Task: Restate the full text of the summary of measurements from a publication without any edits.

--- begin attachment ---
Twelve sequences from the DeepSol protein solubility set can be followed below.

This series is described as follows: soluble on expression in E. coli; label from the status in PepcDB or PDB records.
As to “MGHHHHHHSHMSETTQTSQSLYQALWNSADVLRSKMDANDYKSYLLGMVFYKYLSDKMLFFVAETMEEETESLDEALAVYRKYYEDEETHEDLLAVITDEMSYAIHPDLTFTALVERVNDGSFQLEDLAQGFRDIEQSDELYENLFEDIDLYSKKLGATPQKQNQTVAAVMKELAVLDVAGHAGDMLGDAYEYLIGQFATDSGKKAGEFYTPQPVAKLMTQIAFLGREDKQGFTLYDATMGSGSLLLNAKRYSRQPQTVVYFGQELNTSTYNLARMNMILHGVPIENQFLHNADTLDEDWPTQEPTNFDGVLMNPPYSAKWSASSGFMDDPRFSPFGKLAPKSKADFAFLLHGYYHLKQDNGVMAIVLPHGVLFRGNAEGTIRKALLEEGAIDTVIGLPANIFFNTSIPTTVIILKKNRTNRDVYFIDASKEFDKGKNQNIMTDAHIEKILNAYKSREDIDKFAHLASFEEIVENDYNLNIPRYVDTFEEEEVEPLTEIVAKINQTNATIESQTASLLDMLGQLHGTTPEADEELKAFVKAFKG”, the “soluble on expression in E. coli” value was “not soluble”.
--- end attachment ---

Twelve sequences from the DeepSol protein solubility set can be followed below.

This series is described as follows: soluble on expression in E. coli; label from the status in PepcDB or PDB records.
As to “MGHHHHHHSHMSETTQTSQSLYQALWNSADVLRSKMDANDYKSYLLGMVFYKYLSDKMLFFVAETMEEETESLDEALAVYRKYYEDEETHEDLLAVITDEMSYAIHPDLTFTALVERVNDGSFQLEDLAQGFRDIEQSDELYENLFEDIDLYSKKLGATPQKQNQTVAAVMKELAVLDVAGHAGDMLGDAYEYLIGQFATDSGKKAGEFYTPQPVAKLMTQIAFLGREDKQGFTLYDATMGSGSLLLNAKRYSRQPQTVVYFGQELNTSTYNLARMNMILHGVPIENQFLHNADTLDEDWPTQEPTNFDGVLMNPPYSAKWSASSGFMDDPRFSPFGKLAPKSKADFAFLLHGYYHLKQDNGVMAIVLPHGVLFRGNAEGTIRKALLEEGAIDTVIGLPANIFFNTSIPTTVIILKKNRTNRDVYFIDASKEFDKGKNQNIMTDAHIEKILNAYKSREDIDKFAHLASFEEIVENDYNLNIPRYVDTFEEEEVEPLTEIVAKINQTNATIESQTASLLDMLGQLHGTTPEADEELKAFVKAFKG”, the “soluble on expression in E. coli” value was “not soluble”.